Local Content in the Media (OF81)

Session: OF81 

19 Dec 2017 - 12:15 to 13:15

#IGF2017, #OF81

Report

[Read more session reports and live updates from the 12th Internet Governance Forum]

The session examined how a balanced and effective copyright system and media regulation represents a powerful tool to implement any policy goal in this field.

With digital technologies and connectivity transforming the old ways of producing and distributing content across creative industries, and with empowerment of users, the need for local content is high and it this is likely to continue.

Mr Paolo Lanter, Legal officer, World Intellectual Property Organisation, opened the session.

He started by stating that cultural diversity is not only a value to be safeguarded but it is a market driver itself. The media companies play a crucial role in preserving and boosting the availability of local content world wide.

Mr Heijo Ruijsenaars, European Broadcasting Union (EBU), said that we should keep in mind that there is a media environment official policy and also there is the copyright system. The rules  vary from country to country, so there are areas where the focus on local content is put traditionally, but also there is indirect promotion of diversity in the country. There are regulations and rules which state obligations for the usage of submitted productions. The regulations require broadcasters to show the problem withEuropean works, as well as with national obligations in many countries for local productions. Currently, there is a discussion going on whether participation should be extended. Ruijsenaars concluded by saying that in copyright there is a distinction between protection of works, and  the related rights of users.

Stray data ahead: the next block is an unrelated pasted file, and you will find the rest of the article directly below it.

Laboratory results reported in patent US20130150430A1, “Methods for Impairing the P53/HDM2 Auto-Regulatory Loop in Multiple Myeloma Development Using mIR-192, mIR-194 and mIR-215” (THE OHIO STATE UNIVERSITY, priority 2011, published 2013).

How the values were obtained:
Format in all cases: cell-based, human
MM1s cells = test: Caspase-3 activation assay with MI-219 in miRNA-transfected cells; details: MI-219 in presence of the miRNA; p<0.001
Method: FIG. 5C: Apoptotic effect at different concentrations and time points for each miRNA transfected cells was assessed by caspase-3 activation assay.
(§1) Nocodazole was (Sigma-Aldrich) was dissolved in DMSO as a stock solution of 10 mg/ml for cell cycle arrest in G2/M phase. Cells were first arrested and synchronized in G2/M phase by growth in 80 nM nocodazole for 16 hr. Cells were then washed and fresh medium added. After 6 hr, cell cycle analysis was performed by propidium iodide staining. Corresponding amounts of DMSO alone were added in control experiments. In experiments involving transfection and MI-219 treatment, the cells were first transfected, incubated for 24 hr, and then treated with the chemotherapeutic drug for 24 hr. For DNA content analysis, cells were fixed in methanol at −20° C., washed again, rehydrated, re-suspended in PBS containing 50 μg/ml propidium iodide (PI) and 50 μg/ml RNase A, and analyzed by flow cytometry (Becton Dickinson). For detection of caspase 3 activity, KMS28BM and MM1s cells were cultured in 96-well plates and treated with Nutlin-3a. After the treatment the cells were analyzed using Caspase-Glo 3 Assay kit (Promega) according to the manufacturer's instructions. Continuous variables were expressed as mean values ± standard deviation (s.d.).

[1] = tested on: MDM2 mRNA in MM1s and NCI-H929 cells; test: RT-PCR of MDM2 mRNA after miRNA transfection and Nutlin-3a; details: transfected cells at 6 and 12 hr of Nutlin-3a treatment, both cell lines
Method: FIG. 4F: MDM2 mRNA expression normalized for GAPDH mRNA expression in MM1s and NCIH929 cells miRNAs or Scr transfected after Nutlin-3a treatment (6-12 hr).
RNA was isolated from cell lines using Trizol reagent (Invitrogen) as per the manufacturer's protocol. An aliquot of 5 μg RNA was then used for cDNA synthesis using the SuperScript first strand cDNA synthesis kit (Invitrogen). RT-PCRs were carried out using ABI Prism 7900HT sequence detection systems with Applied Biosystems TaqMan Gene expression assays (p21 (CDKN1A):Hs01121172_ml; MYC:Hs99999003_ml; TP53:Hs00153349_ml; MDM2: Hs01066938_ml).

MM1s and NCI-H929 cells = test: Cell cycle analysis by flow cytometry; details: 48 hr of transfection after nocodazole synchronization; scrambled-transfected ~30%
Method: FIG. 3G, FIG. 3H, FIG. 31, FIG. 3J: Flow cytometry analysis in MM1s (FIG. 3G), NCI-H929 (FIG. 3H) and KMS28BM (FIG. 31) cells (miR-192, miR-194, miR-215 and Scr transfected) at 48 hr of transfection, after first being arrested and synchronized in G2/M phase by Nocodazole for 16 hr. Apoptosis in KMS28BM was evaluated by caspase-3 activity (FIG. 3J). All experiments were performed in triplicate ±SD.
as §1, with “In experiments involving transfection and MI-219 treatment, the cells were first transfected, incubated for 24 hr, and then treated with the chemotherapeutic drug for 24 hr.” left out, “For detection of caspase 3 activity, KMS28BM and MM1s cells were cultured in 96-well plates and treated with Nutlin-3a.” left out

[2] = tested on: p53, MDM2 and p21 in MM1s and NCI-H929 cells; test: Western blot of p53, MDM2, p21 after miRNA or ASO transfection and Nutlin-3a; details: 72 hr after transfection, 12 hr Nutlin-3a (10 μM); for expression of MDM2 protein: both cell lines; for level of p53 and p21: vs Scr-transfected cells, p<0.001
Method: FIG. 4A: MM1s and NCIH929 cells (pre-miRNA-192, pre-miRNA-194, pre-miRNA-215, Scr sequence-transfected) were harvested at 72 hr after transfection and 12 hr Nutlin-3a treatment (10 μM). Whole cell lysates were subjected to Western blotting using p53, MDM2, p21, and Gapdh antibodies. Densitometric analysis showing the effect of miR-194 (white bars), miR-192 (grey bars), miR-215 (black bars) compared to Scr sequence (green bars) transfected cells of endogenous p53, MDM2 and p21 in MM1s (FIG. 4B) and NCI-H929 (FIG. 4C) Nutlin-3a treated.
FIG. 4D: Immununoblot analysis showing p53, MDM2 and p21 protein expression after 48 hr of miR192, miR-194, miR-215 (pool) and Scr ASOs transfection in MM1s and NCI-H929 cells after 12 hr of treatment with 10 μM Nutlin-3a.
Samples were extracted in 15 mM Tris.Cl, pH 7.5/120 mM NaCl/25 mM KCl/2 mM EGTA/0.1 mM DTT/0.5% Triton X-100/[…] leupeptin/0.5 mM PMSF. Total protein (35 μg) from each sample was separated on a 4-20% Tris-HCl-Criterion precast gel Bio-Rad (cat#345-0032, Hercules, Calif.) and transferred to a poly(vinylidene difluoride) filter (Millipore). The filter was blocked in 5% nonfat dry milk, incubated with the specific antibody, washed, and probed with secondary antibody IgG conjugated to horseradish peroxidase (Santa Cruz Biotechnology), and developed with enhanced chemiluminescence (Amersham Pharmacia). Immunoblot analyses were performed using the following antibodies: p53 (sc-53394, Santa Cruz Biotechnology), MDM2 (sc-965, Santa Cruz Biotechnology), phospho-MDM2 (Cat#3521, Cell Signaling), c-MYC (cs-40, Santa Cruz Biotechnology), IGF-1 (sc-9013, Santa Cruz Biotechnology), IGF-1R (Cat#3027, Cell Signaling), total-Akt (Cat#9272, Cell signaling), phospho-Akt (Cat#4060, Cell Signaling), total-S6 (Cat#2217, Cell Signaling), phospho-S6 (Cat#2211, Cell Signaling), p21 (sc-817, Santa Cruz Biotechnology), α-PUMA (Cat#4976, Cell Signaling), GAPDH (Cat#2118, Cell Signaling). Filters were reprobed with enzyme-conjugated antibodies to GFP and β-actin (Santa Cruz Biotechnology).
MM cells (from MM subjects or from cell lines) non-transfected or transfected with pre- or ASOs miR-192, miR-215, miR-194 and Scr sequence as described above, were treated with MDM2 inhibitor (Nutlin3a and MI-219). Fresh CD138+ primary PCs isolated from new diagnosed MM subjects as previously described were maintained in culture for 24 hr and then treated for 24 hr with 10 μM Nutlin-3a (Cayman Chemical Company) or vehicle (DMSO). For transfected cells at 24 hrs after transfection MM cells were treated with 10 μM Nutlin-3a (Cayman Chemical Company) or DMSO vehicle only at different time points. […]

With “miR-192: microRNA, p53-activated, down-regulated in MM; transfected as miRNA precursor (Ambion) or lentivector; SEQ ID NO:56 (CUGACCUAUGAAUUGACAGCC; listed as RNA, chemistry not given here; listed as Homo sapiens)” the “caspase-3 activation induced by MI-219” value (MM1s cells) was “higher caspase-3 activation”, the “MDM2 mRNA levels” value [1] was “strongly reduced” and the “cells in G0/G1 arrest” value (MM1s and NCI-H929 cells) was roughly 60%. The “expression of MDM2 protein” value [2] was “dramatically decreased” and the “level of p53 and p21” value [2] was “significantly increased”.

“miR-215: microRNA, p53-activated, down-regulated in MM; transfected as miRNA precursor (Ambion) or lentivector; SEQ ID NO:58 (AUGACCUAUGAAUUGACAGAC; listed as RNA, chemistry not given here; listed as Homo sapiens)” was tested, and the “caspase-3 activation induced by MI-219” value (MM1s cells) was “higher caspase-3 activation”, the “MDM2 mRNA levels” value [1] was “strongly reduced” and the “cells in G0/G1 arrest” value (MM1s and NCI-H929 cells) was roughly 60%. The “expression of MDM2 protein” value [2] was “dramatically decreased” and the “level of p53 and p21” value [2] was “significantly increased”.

Mr Bertrand Moullier, International Federation of Film Producers Associations (FIAPF), pointed  to the discussion currently held around traditional and online signals for broadcasters, and that it is important to have such a discussion because the technology can be used to compliment online translation and education, as well as local content. The two important things are that there needs to be a mechanism in place, and a way to ‘get the money first’, followed by the need for a consistent copyright framework.

Mr Bobby Bedi, Film Director, India, pointed out that entertainment is a serious business that, nowadays, highly influences medicine, the economy, and different aspects of everyday life. And when it comes to local content itself, it is critical in production.

Mr Giacomo Mazzone. EBU arrived at the very end, was only presented by the moderator, Lanter, and listened to the questionsb from the audience.

Towards the end of the session time was given to the audience for questions or comments. The following comments stood out:

  • It is important to target the right partnerships and advertising in terms of local content, especially having in mind the new revenue model that local news publishers should adopt.
  • ‘Piracy is a major issue in terms of local content’ - was a brief statement by an Internet Society (ISOC) fellow in the room
  • The panel had noone who deals with digital content. This is needed in terms of talking about content filtering and copy-right infringement.

The last point was briefly addressed by Lanter who stated that ”the panel was only focused to look into specific content such as films”.

By Aida Mahmutović

 

The GIP Digital Watch observatory is provided by

in partnership with

and members of the GIP Steering Committee



 

GIP Digital Watch is operated by

Scroll to Top